Do not underestimate the ability of ministers and officials – former and serving – and the mandarin classes to dodge questions and, if they cannot avoid pointing to mistakes, blame the system rather than individuals.He lists some of the evidence that has come into the public domain through leaks and concludes:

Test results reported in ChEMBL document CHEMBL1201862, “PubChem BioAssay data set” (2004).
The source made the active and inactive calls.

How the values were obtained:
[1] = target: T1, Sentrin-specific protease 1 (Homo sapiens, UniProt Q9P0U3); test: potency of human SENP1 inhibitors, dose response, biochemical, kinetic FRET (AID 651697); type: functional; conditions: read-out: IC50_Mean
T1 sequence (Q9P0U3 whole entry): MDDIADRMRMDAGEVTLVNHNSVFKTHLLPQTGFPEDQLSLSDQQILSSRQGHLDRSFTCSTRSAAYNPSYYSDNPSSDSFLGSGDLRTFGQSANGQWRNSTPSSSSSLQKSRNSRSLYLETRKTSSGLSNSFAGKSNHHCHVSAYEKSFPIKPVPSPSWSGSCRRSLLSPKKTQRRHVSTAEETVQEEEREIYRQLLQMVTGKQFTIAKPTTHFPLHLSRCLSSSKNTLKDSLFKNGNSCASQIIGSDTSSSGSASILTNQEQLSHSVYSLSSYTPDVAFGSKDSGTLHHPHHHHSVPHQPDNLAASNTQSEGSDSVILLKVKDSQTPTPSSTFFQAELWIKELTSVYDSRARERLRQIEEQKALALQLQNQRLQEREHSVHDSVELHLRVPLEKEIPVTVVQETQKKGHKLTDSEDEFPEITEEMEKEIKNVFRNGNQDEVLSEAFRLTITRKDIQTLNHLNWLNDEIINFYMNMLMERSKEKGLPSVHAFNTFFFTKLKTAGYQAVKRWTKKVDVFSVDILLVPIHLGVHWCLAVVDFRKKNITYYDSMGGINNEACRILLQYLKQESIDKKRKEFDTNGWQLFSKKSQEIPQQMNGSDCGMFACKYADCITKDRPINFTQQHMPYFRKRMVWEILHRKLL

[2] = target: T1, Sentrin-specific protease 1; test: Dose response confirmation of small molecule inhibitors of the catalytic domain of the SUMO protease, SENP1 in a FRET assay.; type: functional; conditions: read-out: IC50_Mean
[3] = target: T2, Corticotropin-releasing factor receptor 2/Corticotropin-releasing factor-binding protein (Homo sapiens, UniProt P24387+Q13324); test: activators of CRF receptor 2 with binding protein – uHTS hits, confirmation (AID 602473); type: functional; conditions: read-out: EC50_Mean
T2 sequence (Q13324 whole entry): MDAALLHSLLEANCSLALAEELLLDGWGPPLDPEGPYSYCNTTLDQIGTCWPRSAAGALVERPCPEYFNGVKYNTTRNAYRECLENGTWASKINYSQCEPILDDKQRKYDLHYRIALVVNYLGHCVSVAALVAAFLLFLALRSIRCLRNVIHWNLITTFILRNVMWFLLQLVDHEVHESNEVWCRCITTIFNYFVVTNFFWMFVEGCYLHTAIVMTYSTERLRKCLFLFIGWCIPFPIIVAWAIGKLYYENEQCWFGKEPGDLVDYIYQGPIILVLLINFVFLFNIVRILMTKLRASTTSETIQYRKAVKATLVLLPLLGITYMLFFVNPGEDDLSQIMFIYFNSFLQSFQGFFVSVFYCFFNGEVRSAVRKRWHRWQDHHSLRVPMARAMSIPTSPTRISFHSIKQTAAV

Will Chilcot question the participants about the extraordinary material in these documents? Or will he succumb to Whitehall's practice of not commenting on leaks – or asking others to comment on them? Maybe I am doing Chilcot a disservice. He will have to be watched closely.It had not occurred to me that the excuse of not commenting on leaks will get in the way. These documents should come into Chilcot's hands through official channels, indeed, he saw them during the Butler Review, which largely avoided commenting on them on the grounds that their contents were outside its remit. There is no doubt that they are within Chilcot's remit.